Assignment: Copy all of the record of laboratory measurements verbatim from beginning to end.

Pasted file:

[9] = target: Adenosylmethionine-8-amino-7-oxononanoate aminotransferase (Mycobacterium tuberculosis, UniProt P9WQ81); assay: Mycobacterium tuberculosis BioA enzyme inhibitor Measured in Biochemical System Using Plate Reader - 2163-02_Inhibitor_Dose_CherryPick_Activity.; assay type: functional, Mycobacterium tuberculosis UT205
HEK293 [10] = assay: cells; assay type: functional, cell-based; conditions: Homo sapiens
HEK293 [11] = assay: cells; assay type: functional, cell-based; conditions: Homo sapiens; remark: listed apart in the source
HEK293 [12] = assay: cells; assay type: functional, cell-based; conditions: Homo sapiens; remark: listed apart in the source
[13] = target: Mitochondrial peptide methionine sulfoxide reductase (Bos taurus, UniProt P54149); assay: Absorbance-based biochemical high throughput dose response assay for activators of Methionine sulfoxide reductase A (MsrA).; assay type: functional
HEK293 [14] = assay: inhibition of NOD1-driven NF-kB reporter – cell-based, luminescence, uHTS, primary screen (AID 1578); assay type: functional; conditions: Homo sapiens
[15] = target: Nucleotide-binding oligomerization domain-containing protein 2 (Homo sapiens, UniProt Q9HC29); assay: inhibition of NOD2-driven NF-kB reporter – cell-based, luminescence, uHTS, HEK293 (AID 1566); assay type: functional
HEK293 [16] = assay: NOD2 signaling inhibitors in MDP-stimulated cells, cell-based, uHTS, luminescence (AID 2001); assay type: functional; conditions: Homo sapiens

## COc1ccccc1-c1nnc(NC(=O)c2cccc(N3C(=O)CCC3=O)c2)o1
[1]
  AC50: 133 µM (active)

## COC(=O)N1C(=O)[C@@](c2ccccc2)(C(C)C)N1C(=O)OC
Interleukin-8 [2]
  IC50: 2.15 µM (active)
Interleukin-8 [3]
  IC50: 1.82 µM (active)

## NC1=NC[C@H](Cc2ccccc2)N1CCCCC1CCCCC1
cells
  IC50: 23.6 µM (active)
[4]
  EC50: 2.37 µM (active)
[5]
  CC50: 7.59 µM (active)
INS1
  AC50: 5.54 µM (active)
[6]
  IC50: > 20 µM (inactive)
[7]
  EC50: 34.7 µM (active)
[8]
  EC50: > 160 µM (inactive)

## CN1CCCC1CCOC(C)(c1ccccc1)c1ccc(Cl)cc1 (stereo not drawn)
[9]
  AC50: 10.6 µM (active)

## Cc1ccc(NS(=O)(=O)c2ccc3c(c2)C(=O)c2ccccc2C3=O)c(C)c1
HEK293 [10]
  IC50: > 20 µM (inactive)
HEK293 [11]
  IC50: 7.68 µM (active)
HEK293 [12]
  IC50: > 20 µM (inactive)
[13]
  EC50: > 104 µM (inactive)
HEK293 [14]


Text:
[9] = target: Adenosylmethionine-8-amino-7-oxononanoate aminotransferase (Mycobacterium tuberculosis, UniProt P9WQ81); assay: Mycobacterium tuberculosis BioA enzyme inhibitor Measured in Biochemical System Using Plate Reader - 2163-02_Inhibitor_Dose_CherryPick_Activity.; assay type: functional, Mycobacterium tuberculosis UT205
HEK293 [10] = assay: cells; assay type: functional, cell-based; conditions: Homo sapiens
HEK293 [11] = assay: cells; assay type: functional, cell-based; conditions: Homo sapiens; remark: listed apart in the source
HEK293 [12] = assay: cells; assay type: functional, cell-based; conditions: Homo sapiens; remark: listed apart in the source
[13] = target: Mitochondrial peptide methionine sulfoxide reductase (Bos taurus, UniProt P54149); assay: Absorbance-based biochemical high throughput dose response assay for activators of Methionine sulfoxide reductase A (MsrA).; assay type: functional
HEK293 [14] = assay: inhibition of NOD1-driven NF-kB reporter – cell-based, luminescence, uHTS, primary screen (AID 1578); assay type: functional; conditions: Homo sapiens
[15] = target: Nucleotide-binding oligomerization domain-containing protein 2 (Homo sapiens, UniProt Q9HC29); assay: inhibition of NOD2-driven NF-kB reporter – cell-based, luminescence, uHTS, HEK293 (AID 1566); assay type: functional
HEK293 [16] = assay: NOD2 signaling inhibitors in MDP-stimulated cells, cell-based, uHTS, luminescence (AID 2001); assay type: functional; conditions: Homo sapiens

## COc1ccccc1-c1nnc(NC(=O)c2cccc(N3C(=O)CCC3=O)c2)o1
[1]
  AC50: 133 µM (active)

## COC(=O)N1C(=O)[C@@](c2ccccc2)(C(C)C)N1C(=O)OC
Interleukin-8 [2]
  IC50: 2.15 µM (active)
Interleukin-8 [3]
  IC50: 1.82 µM (active)

## NC1=NC[C@H](Cc2ccccc2)N1CCCCC1CCCCC1
cells
  IC50: 23.6 µM (active)
[4]
  EC50: 2.37 µM (active)
[5]
  CC50: 7.59 µM (active)
INS1
  AC50: 5.54 µM (active)
[6]
  IC50: > 20 µM (inactive)
[7]
  EC50: 34.7 µM (active)
[8]
  EC50: > 160 µM (inactive)

## CN1CCCC1CCOC(C)(c1ccccc1)c1ccc(Cl)cc1 (stereo not drawn)
[9]
  AC50: 10.6 µM (active)

## Cc1ccc(NS(=O)(=O)c2ccc3c(c2)C(=O)c2ccccc2C3=O)c(C)c1
HEK293 [10]
  IC50: > 20 µM (inactive)
HEK293 [11]
  IC50: 7.68 µM (active)
HEK293 [12]
  IC50: > 20 µM (inactive)
[13]
  EC50: > 104 µM (inactive)
HEK293 [14]